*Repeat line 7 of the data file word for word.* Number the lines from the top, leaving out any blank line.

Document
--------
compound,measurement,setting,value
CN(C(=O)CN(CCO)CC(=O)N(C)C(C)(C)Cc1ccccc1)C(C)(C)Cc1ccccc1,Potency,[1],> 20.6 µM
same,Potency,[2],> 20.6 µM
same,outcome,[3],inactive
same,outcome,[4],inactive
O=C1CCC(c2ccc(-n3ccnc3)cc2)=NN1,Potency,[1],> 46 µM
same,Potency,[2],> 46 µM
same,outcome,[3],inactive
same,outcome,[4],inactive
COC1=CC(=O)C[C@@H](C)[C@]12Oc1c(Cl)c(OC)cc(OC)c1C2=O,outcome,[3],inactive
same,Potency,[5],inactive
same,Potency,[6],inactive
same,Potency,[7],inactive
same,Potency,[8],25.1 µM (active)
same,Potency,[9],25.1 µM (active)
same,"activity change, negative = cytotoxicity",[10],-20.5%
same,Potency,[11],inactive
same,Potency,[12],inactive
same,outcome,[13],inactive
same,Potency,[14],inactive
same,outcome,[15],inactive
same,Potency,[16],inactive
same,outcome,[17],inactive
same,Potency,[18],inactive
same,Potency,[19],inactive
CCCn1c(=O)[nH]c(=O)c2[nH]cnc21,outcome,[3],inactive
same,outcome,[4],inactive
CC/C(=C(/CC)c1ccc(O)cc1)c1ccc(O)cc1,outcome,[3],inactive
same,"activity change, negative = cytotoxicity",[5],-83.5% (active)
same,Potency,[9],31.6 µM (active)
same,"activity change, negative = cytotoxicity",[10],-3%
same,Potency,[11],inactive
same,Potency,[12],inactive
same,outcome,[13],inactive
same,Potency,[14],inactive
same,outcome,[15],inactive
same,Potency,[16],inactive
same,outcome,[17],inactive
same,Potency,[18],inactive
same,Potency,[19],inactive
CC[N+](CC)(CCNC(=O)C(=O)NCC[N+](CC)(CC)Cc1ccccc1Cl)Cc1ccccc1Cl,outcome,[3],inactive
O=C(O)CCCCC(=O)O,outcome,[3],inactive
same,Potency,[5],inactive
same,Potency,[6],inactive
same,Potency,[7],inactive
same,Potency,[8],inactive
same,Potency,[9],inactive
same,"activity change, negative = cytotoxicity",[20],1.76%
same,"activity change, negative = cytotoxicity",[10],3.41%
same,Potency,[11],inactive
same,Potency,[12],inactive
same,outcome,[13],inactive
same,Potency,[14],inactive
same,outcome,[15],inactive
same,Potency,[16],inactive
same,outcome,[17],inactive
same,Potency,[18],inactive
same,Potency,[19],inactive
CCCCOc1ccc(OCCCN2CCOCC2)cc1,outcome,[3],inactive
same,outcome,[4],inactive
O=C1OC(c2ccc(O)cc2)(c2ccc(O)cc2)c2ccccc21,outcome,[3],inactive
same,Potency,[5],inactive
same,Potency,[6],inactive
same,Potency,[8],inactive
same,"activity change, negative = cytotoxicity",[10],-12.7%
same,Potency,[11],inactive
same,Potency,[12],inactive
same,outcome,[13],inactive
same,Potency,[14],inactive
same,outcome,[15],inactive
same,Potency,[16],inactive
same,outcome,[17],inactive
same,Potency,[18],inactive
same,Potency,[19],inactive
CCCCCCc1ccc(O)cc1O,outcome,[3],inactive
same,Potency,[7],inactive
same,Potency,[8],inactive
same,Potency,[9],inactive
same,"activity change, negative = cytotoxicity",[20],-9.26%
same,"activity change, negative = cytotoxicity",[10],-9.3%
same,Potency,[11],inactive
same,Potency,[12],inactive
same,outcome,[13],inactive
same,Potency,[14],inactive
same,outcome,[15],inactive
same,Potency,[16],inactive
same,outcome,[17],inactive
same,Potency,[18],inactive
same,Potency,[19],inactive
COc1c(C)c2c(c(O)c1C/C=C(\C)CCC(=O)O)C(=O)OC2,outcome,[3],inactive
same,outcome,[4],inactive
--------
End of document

same,Potency,[2],> 46 µM